Edmond is a research analyst who is passionate about sustainable development, innovation, and the environment. Passionate about climate financing, he firmly believe there is a more reliable system to promote equality, growth, and welfare in societies without affecting the ecosystem. Through his skills, knowledge and experienced gained over 7 years, he wants to make an impact in the world of development. Edmond holds a Master’s Degree in Public Policy from Korea Development Institute and a BA Degree (Honors) in Business from University of Derby.

HANNAH RYDER

Founder and CEO

Hannah Ryder is the Founder & CEO of Development Reimagined. A former diplomat and economist with 20 years of experience, named one of 100 most influential Africans in 2021, she is also Senior Associate for the Africa Program of the Center for Strategic International Studies (CSIS), sits on the Board of the Environmental Defence Fund, and is a member of UAE's International Advisory Council on the New Economy. Prior to her role at DR, Ms Ryder led the United Nations Development Programme (UNDP)’s work with China to help it scale up and improve its cooperation with other developing countries, including in Africa. She has also played various advisory roles for the UN and OECD and co-authored the seminal Stern Review of the Economics of Climate Change in 2006.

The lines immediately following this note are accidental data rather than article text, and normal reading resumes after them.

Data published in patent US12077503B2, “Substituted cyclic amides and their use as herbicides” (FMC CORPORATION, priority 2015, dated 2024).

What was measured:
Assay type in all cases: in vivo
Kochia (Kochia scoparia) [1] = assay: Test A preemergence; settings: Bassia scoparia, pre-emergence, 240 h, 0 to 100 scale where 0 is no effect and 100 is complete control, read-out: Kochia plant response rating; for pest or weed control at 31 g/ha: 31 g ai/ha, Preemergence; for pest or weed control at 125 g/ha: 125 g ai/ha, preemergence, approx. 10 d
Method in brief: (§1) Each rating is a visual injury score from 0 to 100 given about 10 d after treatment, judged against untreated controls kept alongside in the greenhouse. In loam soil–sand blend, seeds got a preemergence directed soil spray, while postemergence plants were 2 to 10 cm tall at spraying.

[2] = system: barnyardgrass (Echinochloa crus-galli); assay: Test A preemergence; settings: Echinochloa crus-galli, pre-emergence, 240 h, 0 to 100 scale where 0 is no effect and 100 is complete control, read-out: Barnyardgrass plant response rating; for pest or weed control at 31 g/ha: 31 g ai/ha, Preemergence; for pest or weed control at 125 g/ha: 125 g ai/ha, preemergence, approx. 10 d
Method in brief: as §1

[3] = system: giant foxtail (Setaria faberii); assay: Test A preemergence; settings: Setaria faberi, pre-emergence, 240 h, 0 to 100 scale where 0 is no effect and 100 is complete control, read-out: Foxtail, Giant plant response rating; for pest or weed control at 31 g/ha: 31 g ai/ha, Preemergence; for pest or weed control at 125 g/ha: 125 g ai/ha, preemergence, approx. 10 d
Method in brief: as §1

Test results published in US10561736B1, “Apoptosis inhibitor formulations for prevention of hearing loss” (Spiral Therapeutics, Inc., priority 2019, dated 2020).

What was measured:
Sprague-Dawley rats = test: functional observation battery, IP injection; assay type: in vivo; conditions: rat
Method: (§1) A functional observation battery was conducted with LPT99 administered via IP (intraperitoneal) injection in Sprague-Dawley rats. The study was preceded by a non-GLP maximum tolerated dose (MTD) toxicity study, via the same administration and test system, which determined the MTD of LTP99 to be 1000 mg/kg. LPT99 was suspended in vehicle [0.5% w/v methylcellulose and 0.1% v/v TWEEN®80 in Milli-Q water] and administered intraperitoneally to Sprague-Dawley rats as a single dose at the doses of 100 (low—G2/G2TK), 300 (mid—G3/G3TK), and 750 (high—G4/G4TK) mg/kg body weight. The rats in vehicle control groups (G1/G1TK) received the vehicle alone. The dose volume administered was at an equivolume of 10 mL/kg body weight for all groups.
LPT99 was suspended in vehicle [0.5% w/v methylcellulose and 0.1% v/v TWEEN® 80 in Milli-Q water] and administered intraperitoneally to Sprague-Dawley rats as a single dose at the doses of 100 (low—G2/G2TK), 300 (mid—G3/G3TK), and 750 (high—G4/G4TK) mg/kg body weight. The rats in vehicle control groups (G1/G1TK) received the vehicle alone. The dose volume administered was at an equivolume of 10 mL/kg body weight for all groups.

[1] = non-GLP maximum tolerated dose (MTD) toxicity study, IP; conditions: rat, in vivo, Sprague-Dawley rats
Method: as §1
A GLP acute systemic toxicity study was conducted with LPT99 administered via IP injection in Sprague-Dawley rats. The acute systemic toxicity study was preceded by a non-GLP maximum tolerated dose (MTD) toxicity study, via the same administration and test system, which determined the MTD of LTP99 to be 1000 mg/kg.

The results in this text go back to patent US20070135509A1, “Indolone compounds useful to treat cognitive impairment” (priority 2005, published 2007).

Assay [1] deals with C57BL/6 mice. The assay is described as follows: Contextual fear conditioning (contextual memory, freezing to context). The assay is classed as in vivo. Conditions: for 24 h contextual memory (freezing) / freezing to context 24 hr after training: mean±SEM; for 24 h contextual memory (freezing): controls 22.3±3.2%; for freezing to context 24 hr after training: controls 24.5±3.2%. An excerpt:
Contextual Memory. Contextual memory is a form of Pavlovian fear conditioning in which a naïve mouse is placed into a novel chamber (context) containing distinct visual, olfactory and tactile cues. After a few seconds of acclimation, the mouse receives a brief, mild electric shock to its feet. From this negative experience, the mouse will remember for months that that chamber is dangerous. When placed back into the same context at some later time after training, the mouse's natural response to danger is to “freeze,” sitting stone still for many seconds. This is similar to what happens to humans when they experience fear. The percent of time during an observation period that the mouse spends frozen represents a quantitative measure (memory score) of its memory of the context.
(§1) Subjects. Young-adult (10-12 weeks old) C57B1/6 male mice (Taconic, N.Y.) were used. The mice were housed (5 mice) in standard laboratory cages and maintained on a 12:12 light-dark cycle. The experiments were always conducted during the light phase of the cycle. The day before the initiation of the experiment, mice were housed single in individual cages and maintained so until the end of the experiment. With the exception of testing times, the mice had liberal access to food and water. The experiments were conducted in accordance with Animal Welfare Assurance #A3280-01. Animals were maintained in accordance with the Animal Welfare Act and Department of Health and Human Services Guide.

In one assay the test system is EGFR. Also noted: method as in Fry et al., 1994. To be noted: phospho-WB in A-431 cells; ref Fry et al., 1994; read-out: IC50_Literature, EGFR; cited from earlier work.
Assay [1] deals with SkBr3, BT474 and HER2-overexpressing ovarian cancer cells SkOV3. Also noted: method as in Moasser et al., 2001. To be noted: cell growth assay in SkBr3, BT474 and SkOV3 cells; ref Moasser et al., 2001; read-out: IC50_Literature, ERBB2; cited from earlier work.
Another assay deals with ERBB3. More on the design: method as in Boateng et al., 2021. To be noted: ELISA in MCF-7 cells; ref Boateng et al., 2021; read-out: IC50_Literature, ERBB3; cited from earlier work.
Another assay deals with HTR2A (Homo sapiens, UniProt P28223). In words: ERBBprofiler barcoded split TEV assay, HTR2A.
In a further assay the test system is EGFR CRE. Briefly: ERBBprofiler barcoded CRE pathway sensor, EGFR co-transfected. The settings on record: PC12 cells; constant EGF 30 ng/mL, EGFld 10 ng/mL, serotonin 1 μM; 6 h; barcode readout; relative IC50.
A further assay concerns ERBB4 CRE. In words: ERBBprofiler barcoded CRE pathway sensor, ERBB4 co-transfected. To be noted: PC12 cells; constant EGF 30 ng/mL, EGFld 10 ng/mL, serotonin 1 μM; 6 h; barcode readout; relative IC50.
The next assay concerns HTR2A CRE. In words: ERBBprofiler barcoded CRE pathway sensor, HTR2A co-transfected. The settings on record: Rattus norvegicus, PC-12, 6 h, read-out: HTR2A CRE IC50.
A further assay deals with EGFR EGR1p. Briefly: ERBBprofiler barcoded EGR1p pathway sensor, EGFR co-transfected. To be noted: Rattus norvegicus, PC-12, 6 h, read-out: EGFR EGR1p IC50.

LEAH LYNCH

Deputy Director

Leah Lynch is Deputy Director of Development Reimagined (DR), and head of the China office. Leah has over 10 years of experience in development and has lived in China for over 8 years. Leah has also travelled extensively around Asia and Africa for research. Leah supports the strategic direction of the team across China, with a mission to deliver high quality research on sustainable development and poverty reduction. Leah is also Chair of the Sustainability Forum at the British Chamber of Commerce in China, providing direction on sustainability initiatives for British and Chinese business. Leah has also consulted on various evaluations on UK aid (ICAI) and is a specialist on development cooperation from the UK and China. Leah has also consulted on various UN projects, including providing support to the UN China team during the COVID-19 Pandemic. Prior to DR, Leah was at the United Nations Development Programme (UNDP) China, supporting the UN’s portfolio on communication strategies, China’s South- South Cooperation and the Belt and Road Initiative (BRI). Before UNDP, Leah lived and worked in Kenya developing sustainable water policies for the Kenyan government.

YIKE FU

China-Africa Policy Analyst